Friday, November 20, 2009

my so-called expertise...

These days one doesn’t have to go far to stumble upon experts in just about every possible category. The interesting thing is that for most situations, there really doesn’t seem to be a uniform method to evaluate whether those who label themselves as experts, do in fact possess any quantifiable expertise.

Perhaps the current popularity in television’s reality show genre would be the ideal way to sort this out. Expert contestants could be judged on their ability to answer questions, complete tasks and compete against their fellow-experts on complex projects in their area of specialization. Audience members, TV viewers and professional industry judges would vote for their favorite week after week until a finalist is selected. Then once and for all we would be able to differentiate the authentic experts from the posers.

An obvious example where some standardization would be useful is in the social media sector. Because of this growing phenomenon’s continuous evolution, there hasn’t been any notable criterion established to actually measure one’s level of expertise or competence in the field. Not only are there countless social media experts popping up daily, but they all seem to devise their own catchy titles to advertise their brand of expertise.

Some of the creative, yet mysterious monikers include social media: guru, maven, strategist, ninja, wizard, high-priestess and miracle-worker. Of course, these names are intentionally vague and give the impression of some special powers that are in high demand.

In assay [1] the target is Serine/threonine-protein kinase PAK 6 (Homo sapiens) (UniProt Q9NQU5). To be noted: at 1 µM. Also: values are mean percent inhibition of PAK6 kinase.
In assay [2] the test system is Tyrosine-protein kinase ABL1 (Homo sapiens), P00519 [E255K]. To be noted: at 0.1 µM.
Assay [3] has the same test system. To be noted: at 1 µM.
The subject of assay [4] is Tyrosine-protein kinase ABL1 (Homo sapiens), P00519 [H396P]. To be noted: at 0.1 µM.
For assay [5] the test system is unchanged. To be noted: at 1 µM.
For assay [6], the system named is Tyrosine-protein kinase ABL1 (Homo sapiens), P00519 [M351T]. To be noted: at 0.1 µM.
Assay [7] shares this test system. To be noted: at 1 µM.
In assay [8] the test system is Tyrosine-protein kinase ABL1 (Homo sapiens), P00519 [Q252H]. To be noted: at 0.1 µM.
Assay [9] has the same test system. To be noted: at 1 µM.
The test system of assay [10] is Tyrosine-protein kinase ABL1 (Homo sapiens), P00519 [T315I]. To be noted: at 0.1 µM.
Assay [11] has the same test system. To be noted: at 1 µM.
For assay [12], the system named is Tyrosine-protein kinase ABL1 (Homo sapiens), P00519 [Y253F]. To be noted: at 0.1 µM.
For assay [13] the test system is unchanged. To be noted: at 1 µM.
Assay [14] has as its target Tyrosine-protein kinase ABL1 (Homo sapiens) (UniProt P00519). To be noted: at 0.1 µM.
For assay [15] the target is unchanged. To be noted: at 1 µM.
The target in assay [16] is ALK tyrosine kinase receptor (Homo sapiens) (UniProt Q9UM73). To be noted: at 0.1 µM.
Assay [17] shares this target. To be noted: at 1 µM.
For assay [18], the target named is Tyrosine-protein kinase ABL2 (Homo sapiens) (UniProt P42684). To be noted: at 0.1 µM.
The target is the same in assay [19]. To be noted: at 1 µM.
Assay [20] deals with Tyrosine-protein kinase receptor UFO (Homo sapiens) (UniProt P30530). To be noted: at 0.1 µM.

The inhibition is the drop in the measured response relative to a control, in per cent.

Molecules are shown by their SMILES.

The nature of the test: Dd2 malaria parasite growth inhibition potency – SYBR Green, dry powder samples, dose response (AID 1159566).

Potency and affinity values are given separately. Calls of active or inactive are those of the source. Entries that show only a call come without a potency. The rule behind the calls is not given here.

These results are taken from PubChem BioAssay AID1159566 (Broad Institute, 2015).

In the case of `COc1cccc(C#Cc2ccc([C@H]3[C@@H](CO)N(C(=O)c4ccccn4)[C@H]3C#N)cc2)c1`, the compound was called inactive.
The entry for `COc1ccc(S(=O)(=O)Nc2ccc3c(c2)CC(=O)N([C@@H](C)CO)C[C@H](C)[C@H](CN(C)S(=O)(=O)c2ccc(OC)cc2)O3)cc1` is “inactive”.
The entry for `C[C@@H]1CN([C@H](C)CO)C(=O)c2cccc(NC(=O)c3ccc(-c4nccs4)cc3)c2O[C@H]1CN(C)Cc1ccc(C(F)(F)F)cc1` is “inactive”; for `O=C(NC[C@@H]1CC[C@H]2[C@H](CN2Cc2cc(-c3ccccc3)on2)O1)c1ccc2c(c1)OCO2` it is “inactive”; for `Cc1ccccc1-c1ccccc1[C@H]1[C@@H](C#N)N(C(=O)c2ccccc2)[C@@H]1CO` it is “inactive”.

In fact, the obscure naming strategy seems to be working quite well. If enough of the general population needs to get information, they simply find one of these experts to show them the way. Soon, whether deserved or not, the experts begin to build credibility. Many of them are making a healthy living by offering seminars, webinars, workshops and presentations about their area of expertise.

However, like any trend that grows rapidly, there tends to be a bandwagon effect - making it easy for the opportunistic folks or non-experts to join the fray. When this happens it dilutes the public’s ability to decipher solid advice and knowledge from plain old hype.

No one benefits when that occurs and it causes those who have worked hard on their trade to lose momentum. Unfortunately, they end up spending time trying to undo all of the bad publicity generated by the schemers and scammers. Maybe a reality show styled after Donald Trump’s Apprentice would do the trick and solve this dilemma. Or, another type of show modeled after one of dancing or singing talent contests could be interesting entertainment as well.

The premise would be that before someone slaps on a badge staking claim to an entire segment of knowledge they should be able to prove they are worthy of that identity. Until then, anything beyond “my so-called expertise” seems a bit presumptuous.

Sunday, June 7, 2009

So, what's the deal... for REAL?

Many factors clashing together have made this a time in our economic history like none that we have seen before. With unemployment at a 25 year high, competition is fierce for the limited supply of available jobs. For obvious reasons, it is more important than ever to stand out from the crowded applicant pool. These days there is much discussion and debate about the right or best way to find a job in this rapidly changing market.